Originally Posted by David Orsam View Post
Hi to All,

Over in the 'broken window' thread the other day, Simon Wood said:

"Packer and Schwartz were not called to the inquest because their testimony would have given the lie to the "double event.""

I'm curious. Can anyone, including Simon if he is willing, tell me how Packer and Schwartz's testimony, jointly or separately, could have disproved the notion that Stride and Eddowes were murdered by the same person?

I have, incidentally, read Simon's book.
I have often wondered about that to, but never got an answer.
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Old 10-14-2015, 12:44 PM
Abby Normal Abby Normal is offline
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Quote:
Originally Posted by David Orsam View Post
I don't want to misrepresent him but, as far as I can make out from looking again at his book, the fact that Schwartz saw a man attacking a woman at 12.45am in Berner Street disproves what he calls the mutilandum interruptus theory, by which I think he means that, if the murder took place at 12:45am, Louis Diemshitz could not have interrupted the murderer at 1am, which in turns means that the absence of any mutilation was deliberate so that Stride wasn't killed by the same person who murdered and mutilated Eddowes.

I think that's the point. He seems to believe that the notion that Schwartz did not see Stride being murdered (and that two separate attacks took place on the same spot within 15 minutes that night) is an 'Alice in Wonderland' notion although if Schwartz was witnessing the murder in progress then I would have assumed that he was the cause of the mutilandum interruptus.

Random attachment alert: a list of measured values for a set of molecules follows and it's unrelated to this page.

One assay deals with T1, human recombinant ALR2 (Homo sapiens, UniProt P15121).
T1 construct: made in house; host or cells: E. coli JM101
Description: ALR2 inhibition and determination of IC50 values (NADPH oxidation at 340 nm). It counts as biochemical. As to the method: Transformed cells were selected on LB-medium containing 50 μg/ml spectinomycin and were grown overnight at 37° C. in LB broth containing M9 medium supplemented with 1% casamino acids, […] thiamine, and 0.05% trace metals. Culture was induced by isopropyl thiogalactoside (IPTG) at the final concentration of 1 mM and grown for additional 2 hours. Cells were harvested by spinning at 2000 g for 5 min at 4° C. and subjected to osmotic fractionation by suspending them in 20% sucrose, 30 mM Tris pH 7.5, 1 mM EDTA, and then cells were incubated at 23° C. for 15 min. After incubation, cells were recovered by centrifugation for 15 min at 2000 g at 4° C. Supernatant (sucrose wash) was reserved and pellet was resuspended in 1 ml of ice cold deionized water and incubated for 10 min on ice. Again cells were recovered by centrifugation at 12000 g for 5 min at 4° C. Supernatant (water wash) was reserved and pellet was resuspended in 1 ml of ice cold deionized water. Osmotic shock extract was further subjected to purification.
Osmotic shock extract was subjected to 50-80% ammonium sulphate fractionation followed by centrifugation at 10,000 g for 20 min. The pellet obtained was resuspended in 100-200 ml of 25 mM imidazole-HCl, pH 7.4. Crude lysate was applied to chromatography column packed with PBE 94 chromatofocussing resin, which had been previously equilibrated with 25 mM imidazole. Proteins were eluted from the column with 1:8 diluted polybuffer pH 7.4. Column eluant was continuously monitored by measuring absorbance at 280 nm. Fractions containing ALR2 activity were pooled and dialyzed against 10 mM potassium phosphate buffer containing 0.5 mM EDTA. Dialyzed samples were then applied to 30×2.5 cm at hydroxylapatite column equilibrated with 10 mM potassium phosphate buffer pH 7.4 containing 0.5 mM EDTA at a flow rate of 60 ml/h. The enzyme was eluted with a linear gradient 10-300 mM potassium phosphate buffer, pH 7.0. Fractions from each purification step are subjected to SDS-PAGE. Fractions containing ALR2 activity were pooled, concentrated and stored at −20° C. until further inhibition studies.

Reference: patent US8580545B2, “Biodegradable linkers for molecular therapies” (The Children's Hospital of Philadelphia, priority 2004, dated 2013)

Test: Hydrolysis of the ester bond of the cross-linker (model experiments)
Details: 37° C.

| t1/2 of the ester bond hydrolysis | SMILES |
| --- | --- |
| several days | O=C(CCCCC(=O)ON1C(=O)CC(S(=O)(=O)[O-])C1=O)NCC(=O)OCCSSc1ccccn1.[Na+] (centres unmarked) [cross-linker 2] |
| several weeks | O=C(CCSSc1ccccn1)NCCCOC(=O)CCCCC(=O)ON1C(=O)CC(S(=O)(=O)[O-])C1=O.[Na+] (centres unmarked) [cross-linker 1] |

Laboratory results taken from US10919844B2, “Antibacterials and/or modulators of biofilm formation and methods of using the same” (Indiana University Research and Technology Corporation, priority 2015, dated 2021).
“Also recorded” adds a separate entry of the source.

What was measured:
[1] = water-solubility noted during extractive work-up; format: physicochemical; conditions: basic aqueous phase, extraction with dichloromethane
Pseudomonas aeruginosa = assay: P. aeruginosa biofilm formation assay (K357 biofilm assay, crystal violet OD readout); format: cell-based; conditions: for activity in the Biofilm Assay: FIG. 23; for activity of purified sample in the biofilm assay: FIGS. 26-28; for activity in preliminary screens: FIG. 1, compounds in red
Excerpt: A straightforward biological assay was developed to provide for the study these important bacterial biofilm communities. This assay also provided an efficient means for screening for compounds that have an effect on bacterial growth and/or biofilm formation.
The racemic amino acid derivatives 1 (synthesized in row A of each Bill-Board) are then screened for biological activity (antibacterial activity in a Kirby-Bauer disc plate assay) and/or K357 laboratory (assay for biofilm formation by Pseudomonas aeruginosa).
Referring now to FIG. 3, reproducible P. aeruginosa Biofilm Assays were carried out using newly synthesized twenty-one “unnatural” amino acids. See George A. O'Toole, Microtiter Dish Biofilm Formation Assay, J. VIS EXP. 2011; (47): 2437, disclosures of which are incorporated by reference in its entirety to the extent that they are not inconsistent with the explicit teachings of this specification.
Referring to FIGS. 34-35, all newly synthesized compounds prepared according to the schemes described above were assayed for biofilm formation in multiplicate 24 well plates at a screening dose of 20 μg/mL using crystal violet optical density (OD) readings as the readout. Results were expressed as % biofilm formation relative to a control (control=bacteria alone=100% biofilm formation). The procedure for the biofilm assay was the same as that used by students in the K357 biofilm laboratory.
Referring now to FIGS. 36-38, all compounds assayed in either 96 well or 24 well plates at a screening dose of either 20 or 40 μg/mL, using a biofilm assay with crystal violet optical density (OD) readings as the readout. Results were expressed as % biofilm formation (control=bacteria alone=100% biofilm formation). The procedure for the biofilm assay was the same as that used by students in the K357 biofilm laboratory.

Alternatively, it seems to me, the murderer could have been interrupted by any number of (unknown) things.

Why Packer's testimony, which would only have been to the effect that he sold Stride some grapes at 11pm and last saw her at 11.30pm, would have made any difference to anything I am unable to fathom.
Hi david
I agree.

and whether it was Schwartz or Diemshitz or sounds coming from the club or something else, or a combination of above, the killer being interrupted, ripper or not (Though I lean toward the ripper), seems reasonable to me.
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Old 10-14-2015, 01:30 PM
packers stem packers stem is offline
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Quote:
Originally Posted by David Orsam View Post
I don't want to misrepresent him but, as far as I can make out from looking again at his book, the fact that Schwartz saw a man attacking a woman at 12.45am in Berner Street disproves what he calls the mutilandum interruptus theory, by which I think he means that, if the murder took place at 12:45am, Louis Diemshitz could not have interrupted the murderer at 1am, which in turns means that the absence of any mutilation was deliberate so that Stride wasn't killed by the same person who murdered and mutilated Eddowes.

I think that's the point. He seems to believe that the notion that Schwartz did not see Stride being murdered (and that two separate attacks took place on the same spot within 15 minutes that night) is an 'Alice in Wonderland' notion although if Schwartz was witnessing the murder in progress then I would have assumed that he was the cause of the mutilandum interruptus.